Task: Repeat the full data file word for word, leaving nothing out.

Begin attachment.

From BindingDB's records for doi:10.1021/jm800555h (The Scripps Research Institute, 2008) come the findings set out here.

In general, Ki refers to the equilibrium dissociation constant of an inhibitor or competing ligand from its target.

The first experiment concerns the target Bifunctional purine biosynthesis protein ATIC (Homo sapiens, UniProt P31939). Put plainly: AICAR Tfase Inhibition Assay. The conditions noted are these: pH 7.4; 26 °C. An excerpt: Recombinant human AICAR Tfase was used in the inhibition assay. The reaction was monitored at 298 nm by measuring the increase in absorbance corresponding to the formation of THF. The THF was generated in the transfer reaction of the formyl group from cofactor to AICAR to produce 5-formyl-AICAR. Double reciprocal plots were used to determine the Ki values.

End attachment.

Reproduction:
From BindingDB's records for doi:10.1021/jm800555h (The Scripps Research Institute, 2008) come the findings set out here.

In general, Ki refers to the equilibrium dissociation constant of an inhibitor or competing ligand from its target.

The first experiment concerns the target Bifunctional purine biosynthesis protein ATIC (Homo sapiens, UniProt P31939). Put plainly: AICAR Tfase Inhibition Assay. The conditions noted are these: pH 7.4; 26 °C. An excerpt: Recombinant human AICAR Tfase was used in the inhibition assay. The reaction was monitored at 298 nm by measuring the increase in absorbance corresponding to the formation of THF. The THF was generated in the transfer reaction of the formyl group from cofactor to AICAR to produce 5-formyl-AICAR. Double reciprocal plots were used to determine the Ki values.